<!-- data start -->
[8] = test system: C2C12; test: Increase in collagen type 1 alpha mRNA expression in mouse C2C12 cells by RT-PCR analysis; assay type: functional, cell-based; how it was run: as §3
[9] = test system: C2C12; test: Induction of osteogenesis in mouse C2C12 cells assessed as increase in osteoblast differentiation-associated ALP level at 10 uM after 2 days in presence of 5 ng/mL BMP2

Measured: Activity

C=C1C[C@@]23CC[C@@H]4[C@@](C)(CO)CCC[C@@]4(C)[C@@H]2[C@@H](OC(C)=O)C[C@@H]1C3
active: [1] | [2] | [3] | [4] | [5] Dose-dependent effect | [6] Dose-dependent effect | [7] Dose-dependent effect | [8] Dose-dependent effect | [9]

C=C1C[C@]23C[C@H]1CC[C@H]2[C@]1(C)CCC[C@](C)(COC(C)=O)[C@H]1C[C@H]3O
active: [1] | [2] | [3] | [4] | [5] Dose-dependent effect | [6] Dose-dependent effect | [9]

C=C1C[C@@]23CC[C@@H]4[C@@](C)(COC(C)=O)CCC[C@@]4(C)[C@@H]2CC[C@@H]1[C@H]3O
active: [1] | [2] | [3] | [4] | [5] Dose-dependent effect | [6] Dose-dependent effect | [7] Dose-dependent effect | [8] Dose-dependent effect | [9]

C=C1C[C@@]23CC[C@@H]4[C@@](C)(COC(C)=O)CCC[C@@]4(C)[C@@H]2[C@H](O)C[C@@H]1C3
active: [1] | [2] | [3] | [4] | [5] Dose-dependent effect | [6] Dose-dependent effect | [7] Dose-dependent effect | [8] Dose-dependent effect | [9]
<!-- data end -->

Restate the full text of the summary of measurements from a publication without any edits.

[8] = test system: C2C12; test: Increase in collagen type 1 alpha mRNA expression in mouse C2C12 cells by RT-PCR analysis; assay type: functional, cell-based; how it was run: as §3
[9] = test system: C2C12; test: Induction of osteogenesis in mouse C2C12 cells assessed as increase in osteoblast differentiation-associated ALP level at 10 uM after 2 days in presence of 5 ng/mL BMP2

Measured: Activity

C=C1C[C@@]23CC[C@@H]4[C@@](C)(CO)CCC[C@@]4(C)[C@@H]2[C@@H](OC(C)=O)C[C@@H]1C3
active: [1] | [2] | [3] | [4] | [5] Dose-dependent effect | [6] Dose-dependent effect | [7] Dose-dependent effect | [8] Dose-dependent effect | [9]

C=C1C[C@]23C[C@H]1CC[C@H]2[C@]1(C)CCC[C@](C)(COC(C)=O)[C@H]1C[C@H]3O
active: [1] | [2] | [3] | [4] | [5] Dose-dependent effect | [6] Dose-dependent effect | [9]

C=C1C[C@@]23CC[C@@H]4[C@@](C)(COC(C)=O)CCC[C@@]4(C)[C@@H]2CC[C@@H]1[C@H]3O
active: [1] | [2] | [3] | [4] | [5] Dose-dependent effect | [6] Dose-dependent effect | [7] Dose-dependent effect | [8] Dose-dependent effect | [9]

C=C1C[C@@]23CC[C@@H]4[C@@](C)(COC(C)=O)CCC[C@@]4(C)[C@@H]2[C@H](O)C[C@@H]1C3
active: [1] | [2] | [3] | [4] | [5] Dose-dependent effect | [6] Dose-dependent effect | [7] Dose-dependent effect | [8] Dose-dependent effect | [9]